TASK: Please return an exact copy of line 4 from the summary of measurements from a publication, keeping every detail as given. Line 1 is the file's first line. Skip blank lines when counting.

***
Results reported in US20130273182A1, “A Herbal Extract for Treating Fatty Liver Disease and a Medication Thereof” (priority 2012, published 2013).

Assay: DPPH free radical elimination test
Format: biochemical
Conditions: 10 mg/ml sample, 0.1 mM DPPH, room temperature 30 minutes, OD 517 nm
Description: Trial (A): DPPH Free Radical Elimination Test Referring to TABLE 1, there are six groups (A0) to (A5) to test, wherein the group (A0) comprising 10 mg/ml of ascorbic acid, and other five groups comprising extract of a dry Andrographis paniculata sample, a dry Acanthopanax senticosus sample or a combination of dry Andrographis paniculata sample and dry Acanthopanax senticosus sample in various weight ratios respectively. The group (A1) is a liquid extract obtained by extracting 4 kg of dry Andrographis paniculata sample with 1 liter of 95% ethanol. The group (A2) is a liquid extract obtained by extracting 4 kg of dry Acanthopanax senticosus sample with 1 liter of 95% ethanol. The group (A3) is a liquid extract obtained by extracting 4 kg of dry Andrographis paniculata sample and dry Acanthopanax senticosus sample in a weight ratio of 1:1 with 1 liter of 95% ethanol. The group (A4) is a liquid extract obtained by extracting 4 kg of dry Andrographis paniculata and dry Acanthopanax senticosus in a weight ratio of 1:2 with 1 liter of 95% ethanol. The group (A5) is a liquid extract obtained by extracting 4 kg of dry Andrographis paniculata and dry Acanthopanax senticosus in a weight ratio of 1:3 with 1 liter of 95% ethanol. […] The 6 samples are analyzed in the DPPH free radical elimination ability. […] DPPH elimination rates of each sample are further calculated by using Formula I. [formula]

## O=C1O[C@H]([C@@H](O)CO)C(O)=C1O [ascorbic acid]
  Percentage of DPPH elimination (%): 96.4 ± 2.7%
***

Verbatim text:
Conditions: 10 mg/ml sample, 0.1 mM DPPH, room temperature 30 minutes, OD 517 nm